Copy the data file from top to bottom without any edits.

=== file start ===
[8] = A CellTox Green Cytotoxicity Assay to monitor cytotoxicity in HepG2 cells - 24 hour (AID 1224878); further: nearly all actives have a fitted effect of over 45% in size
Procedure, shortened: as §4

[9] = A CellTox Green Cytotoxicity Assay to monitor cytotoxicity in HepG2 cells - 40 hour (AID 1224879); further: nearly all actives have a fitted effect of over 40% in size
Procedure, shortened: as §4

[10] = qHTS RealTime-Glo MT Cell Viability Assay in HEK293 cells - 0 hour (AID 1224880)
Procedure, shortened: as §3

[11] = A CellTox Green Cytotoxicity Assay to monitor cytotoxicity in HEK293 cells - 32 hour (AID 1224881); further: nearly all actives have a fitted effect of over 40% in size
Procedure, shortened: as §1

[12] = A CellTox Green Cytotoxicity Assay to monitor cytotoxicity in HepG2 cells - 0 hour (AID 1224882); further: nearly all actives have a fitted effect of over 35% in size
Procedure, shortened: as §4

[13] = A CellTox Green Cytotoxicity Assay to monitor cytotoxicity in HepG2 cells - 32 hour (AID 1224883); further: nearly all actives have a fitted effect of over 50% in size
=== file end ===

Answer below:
[8] = A CellTox Green Cytotoxicity Assay to monitor cytotoxicity in HepG2 cells - 24 hour (AID 1224878); further: nearly all actives have a fitted effect of over 45% in size
Procedure, shortened: as §4

[9] = A CellTox Green Cytotoxicity Assay to monitor cytotoxicity in HepG2 cells - 40 hour (AID 1224879); further: nearly all actives have a fitted effect of over 40% in size
Procedure, shortened: as §4

[10] = qHTS RealTime-Glo MT Cell Viability Assay in HEK293 cells - 0 hour (AID 1224880)
Procedure, shortened: as §3

[11] = A CellTox Green Cytotoxicity Assay to monitor cytotoxicity in HEK293 cells - 32 hour (AID 1224881); further: nearly all actives have a fitted effect of over 40% in size
Procedure, shortened: as §1

[12] = A CellTox Green Cytotoxicity Assay to monitor cytotoxicity in HepG2 cells - 0 hour (AID 1224882); further: nearly all actives have a fitted effect of over 35% in size
Procedure, shortened: as §4

[13] = A CellTox Green Cytotoxicity Assay to monitor cytotoxicity in HepG2 cells - 32 hour (AID 1224883); further: nearly all actives have a fitted effect of over 50% in size